Kama Sutra (/ˈkɑːmə ˈsuːtrə/; Sanskrit:
कामसूत्र, pronunciation (help·info),
Kāmasūtra) is an ancient Indian Hindu text written by
Vātsyāyana. It is widely considered to be the standard work on
human sexual behaviour in Sanskrit literature.
A portion of the work consists of practical advice on sexual
intercourse. It is largely in prose, with many inserted anustubh
poetry verses. "Kāma" which is one of the four goals of
means desire including sexual desire, the latter being the subject of
the textbook, and "sūtra" literally means a thread or line that holds
things together, and more metaphorically refers to an aphorism (or
line, rule, formula), or a collection of such aphorisms in the form of
Contrary to western popular perception, the
Kama Sutra is not
exclusively a sex manual; it presents itself as a guide to a virtuous
and gracious living that discusses the nature of love, family life,
and other aspects pertaining to pleasure-oriented faculties of human
Kama Sutra, in parts of the world, is presumed or
depicted as a synonym for creative sexual positions; in reality, only
20% of the
Kama Sutra is about sexual positions. The majority of the
book, notes Jacob Levy,[who?] is about the philosophy and theory of
love, what triggers desire, what sustains it, and how and when it is
good or bad.
Kama Sutra is the oldest and most notable of a group of texts
known generically as
Kama Shastra (Sanskrit:
Historians believe the
Kama Sutra to have been composed between
400 BCE and 200 CE.
John Keay says that the
Kama Sutra is a
compendium that was collected into its present form in the 2nd century
2 Pleasure and spirituality
4 In popular culture
5 See also
8 External links
Artistic depiction of a sex position. Although
Kama Sutra did not
originally have illustrative images, part 2 of the work describes
different sex positions.
In the preface of the
Vatsyayana cites the work of
previous authors based on which he compiled his own
Kama Sutra. He
states that the seven parts of his work were an abridgment of longer
works by Dattaka (first part), Suvarnanabha (second part),
Ghotakamukha (third part), Gonardiya (fourth part), Gonikaputra (fifth
part), Charayana (sixth part), and Kuchumara (seventh part).
Kama Sutra has 1250 verses, distributed over 36 chapters,
which are further organised into seven parts. According to both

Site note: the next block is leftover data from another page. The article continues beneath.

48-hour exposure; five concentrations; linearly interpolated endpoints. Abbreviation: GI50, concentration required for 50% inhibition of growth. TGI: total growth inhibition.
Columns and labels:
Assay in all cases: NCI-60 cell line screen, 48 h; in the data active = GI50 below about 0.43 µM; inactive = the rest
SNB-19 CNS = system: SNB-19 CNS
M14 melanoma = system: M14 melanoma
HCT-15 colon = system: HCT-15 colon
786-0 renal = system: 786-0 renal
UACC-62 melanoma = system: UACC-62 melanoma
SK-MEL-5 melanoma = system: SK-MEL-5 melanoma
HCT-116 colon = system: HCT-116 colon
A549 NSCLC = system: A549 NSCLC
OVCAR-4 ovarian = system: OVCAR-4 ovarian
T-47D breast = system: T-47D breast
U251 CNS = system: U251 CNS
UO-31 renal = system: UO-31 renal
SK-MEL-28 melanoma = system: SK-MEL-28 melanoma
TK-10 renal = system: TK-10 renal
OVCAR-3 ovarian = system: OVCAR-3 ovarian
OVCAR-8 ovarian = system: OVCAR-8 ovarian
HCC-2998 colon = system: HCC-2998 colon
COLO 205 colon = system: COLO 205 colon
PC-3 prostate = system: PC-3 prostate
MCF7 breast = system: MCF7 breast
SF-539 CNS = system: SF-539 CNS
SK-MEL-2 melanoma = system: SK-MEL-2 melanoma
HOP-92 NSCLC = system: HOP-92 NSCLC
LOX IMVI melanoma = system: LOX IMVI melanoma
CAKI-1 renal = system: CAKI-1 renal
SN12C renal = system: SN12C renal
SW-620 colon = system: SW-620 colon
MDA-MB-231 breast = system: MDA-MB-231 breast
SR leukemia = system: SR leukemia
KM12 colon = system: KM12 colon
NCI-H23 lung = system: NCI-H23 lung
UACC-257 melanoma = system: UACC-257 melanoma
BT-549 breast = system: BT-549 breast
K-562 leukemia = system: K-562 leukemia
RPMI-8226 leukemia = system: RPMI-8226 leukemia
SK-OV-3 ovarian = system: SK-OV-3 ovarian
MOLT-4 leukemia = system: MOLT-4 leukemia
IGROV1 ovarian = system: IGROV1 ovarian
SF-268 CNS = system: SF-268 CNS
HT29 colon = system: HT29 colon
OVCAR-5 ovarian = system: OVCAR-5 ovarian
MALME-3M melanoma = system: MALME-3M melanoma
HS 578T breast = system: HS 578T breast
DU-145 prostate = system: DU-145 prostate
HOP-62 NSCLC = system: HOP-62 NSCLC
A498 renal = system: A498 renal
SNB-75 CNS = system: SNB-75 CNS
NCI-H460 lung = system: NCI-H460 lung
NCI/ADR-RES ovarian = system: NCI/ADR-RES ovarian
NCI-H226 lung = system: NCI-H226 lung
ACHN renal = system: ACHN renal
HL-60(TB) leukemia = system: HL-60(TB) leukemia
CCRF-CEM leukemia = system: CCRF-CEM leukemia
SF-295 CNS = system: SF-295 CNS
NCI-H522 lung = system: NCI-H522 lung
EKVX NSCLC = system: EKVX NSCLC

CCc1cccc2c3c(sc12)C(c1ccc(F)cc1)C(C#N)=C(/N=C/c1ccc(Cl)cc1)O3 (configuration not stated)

the Burton and Doniger translations, the contents of the book are
structured into the following seven parts:
1. General remarks
Five chapters on contents of the book, three aims and priorities of
life, the acquisition of knowledge, conduct of the well-bred townsman,
reflections on intermediaries who assist the lover in his enterprises.
2. Amorous advances/sexual union
Ten chapters on stimulation of desire, types of embraces, caressing
and kisses, marking with nails, biting and marking with teeth, on
copulation (positions), slapping by hand and corresponding moaning,
virile behaviour in women, superior coition and oral sex, preludes and
conclusions to the game of love. It describes 64 types of sexual acts.
3. Acquiring a wife
Five chapters on forms of marriage, relaxing the girl, obtaining the
girl, managing alone, union by marriage.
4. Duties and privileges of the wife
Two chapters on conduct of the only wife and conduct of the chief wife
and other wives.
5. Other men's wives
Six chapters on behaviour of woman and man, how to get acquainted,
examination of sentiments, the task of go-between, the king's
pleasures, behaviour in the women's quarters.
6. About courtesans
Six chapters on advice of the assistants on the choice of lovers,
looking for a steady lover, ways of making money, renewing friendship
with a former lover, occasional profits, profits and losses.
7. Occult practices
Two chapters on improving physical attractions, arousing a weakened
Pleasure and spirituality
A sexual pose from Mukteswar Temple in Bhubaneswar, Odisha
A Sexual Encounter
Some Indian philosophies follow the "four main goals of life",
known as the purusharthas, in order of importance:
Artha: (Material) prosperity
Dharma: Virtuous living
Kama are aims of everyday life, while
release from the cycle of death and rebirth. The
Kama Sutra (Burton
Dharma is better than Artha, and
Artha is better than Kama. But Artha
should always be first practised by the king for the livelihood of men
is to be obtained from it only. Again,
Kama being the occupation of
public women, they should prefer it to the other two, and these are
exceptions to the general rule.
Kama Sutra 1.2.14
Of the first three, virtue is the highest goal, a secure life the
second, and pleasure the least important. When motives conflict, the
higher ideal is to be followed. Thus, in making money, virtue must not
be compromised, but earning a living should take precedence over
pleasure; however, there are exceptions.
Vātsyāyana says, a person should learn how to make a
living; youth is the time for pleasure, and as years pass, one should